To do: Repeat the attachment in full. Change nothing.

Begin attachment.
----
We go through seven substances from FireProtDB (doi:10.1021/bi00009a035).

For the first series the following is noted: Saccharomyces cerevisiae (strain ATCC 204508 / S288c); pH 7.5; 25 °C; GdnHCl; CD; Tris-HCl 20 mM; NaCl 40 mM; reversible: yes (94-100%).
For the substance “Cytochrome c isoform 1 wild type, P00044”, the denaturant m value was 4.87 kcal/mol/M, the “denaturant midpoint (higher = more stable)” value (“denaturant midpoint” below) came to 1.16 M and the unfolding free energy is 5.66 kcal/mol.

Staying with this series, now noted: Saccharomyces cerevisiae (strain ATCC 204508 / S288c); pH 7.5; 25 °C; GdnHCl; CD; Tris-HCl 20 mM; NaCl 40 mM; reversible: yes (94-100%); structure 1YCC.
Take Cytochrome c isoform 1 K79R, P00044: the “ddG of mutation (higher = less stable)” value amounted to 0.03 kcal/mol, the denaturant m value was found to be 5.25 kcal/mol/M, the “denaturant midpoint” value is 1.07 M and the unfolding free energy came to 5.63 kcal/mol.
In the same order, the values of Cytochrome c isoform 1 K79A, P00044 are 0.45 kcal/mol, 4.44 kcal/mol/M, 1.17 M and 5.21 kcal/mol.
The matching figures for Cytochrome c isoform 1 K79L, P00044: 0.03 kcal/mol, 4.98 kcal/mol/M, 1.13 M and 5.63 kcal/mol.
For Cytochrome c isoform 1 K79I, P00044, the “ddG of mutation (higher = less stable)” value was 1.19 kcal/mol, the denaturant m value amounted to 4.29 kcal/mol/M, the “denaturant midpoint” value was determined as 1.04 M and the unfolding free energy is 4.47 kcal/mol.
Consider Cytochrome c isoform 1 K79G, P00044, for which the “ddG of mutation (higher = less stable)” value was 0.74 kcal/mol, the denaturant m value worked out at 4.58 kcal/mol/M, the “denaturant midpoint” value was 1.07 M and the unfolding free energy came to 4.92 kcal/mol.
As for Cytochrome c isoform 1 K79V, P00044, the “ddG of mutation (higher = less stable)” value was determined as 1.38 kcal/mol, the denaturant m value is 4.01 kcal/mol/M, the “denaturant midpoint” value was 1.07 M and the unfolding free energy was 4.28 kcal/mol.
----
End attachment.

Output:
We go through seven substances from FireProtDB (doi:10.1021/bi00009a035).

For the first series the following is noted: Saccharomyces cerevisiae (strain ATCC 204508 / S288c); pH 7.5; 25 °C; GdnHCl; CD; Tris-HCl 20 mM; NaCl 40 mM; reversible: yes (94-100%).
For the substance “Cytochrome c isoform 1 wild type, P00044”, the denaturant m value was 4.87 kcal/mol/M, the “denaturant midpoint (higher = more stable)” value (“denaturant midpoint” below) came to 1.16 M and the unfolding free energy is 5.66 kcal/mol.

Staying with this series, now noted: Saccharomyces cerevisiae (strain ATCC 204508 / S288c); pH 7.5; 25 °C; GdnHCl; CD; Tris-HCl 20 mM; NaCl 40 mM; reversible: yes (94-100%); structure 1YCC.
Take Cytochrome c isoform 1 K79R, P00044: the “ddG of mutation (higher = less stable)” value amounted to 0.03 kcal/mol, the denaturant m value was found to be 5.25 kcal/mol/M, the “denaturant midpoint” value is 1.07 M and the unfolding free energy came to 5.63 kcal/mol.
In the same order, the values of Cytochrome c isoform 1 K79A, P00044 are 0.45 kcal/mol, 4.44 kcal/mol/M, 1.17 M and 5.21 kcal/mol.
The matching figures for Cytochrome c isoform 1 K79L, P00044: 0.03 kcal/mol, 4.98 kcal/mol/M, 1.13 M and 5.63 kcal/mol.
For Cytochrome c isoform 1 K79I, P00044, the “ddG of mutation (higher = less stable)” value was 1.19 kcal/mol, the denaturant m value amounted to 4.29 kcal/mol/M, the “denaturant midpoint” value was determined as 1.04 M and the unfolding free energy is 4.47 kcal/mol.
Consider Cytochrome c isoform 1 K79G, P00044, for which the “ddG of mutation (higher = less stable)” value was 0.74 kcal/mol, the denaturant m value worked out at 4.58 kcal/mol/M, the “denaturant midpoint” value was 1.07 M and the unfolding free energy came to 4.92 kcal/mol.
As for Cytochrome c isoform 1 K79V, P00044, the “ddG of mutation (higher = less stable)” value was determined as 1.38 kcal/mol, the denaturant m value is 4.01 kcal/mol/M, the “denaturant midpoint” value was 1.07 M and the unfolding free energy was 4.28 kcal/mol.